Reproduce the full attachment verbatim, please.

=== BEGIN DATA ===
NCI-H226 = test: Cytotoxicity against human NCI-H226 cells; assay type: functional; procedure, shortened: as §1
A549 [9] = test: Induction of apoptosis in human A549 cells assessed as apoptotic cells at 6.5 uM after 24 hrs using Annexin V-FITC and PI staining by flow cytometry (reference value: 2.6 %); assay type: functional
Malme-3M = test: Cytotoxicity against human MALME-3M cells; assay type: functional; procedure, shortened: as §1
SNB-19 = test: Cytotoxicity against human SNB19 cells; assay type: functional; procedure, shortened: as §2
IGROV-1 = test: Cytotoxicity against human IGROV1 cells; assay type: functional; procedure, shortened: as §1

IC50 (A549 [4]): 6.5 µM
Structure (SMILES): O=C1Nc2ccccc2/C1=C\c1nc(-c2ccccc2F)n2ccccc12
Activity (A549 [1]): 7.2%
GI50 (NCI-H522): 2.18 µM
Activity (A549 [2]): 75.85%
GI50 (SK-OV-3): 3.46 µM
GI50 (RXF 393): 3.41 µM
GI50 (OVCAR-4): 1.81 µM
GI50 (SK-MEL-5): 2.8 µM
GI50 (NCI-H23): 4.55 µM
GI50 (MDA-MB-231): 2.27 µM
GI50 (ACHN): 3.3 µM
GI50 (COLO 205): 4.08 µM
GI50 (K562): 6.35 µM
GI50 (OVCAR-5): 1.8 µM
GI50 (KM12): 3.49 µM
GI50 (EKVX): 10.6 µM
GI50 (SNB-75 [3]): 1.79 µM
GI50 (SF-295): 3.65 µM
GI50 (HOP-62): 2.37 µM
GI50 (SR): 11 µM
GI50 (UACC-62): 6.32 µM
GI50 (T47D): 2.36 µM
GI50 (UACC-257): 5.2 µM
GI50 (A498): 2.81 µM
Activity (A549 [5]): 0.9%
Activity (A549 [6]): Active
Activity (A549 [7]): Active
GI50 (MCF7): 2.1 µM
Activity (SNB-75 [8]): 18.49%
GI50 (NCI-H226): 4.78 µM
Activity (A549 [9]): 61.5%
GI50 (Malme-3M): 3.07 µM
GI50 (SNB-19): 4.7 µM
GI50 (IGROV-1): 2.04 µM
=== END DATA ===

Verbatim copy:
NCI-H226 = test: Cytotoxicity against human NCI-H226 cells; assay type: functional; procedure, shortened: as §1
A549 [9] = test: Induction of apoptosis in human A549 cells assessed as apoptotic cells at 6.5 uM after 24 hrs using Annexin V-FITC and PI staining by flow cytometry (reference value: 2.6 %); assay type: functional
Malme-3M = test: Cytotoxicity against human MALME-3M cells; assay type: functional; procedure, shortened: as §1
SNB-19 = test: Cytotoxicity against human SNB19 cells; assay type: functional; procedure, shortened: as §2
IGROV-1 = test: Cytotoxicity against human IGROV1 cells; assay type: functional; procedure, shortened: as §1

IC50 (A549 [4]): 6.5 µM
Structure (SMILES): O=C1Nc2ccccc2/C1=C\c1nc(-c2ccccc2F)n2ccccc12
Activity (A549 [1]): 7.2%
GI50 (NCI-H522): 2.18 µM
Activity (A549 [2]): 75.85%
GI50 (SK-OV-3): 3.46 µM
GI50 (RXF 393): 3.41 µM
GI50 (OVCAR-4): 1.81 µM
GI50 (SK-MEL-5): 2.8 µM
GI50 (NCI-H23): 4.55 µM
GI50 (MDA-MB-231): 2.27 µM
GI50 (ACHN): 3.3 µM
GI50 (COLO 205): 4.08 µM
GI50 (K562): 6.35 µM
GI50 (OVCAR-5): 1.8 µM
GI50 (KM12): 3.49 µM
GI50 (EKVX): 10.6 µM
GI50 (SNB-75 [3]): 1.79 µM
GI50 (SF-295): 3.65 µM
GI50 (HOP-62): 2.37 µM
GI50 (SR): 11 µM
GI50 (UACC-62): 6.32 µM
GI50 (T47D): 2.36 µM
GI50 (UACC-257): 5.2 µM
GI50 (A498): 2.81 µM
Activity (A549 [5]): 0.9%
Activity (A549 [6]): Active
Activity (A549 [7]): Active
GI50 (MCF7): 2.1 µM
Activity (SNB-75 [8]): 18.49%
GI50 (NCI-H226): 4.78 µM
Activity (A549 [9]): 61.5%
GI50 (Malme-3M): 3.07 µM
GI50 (SNB-19): 4.7 µM
GI50 (IGROV-1): 2.04 µM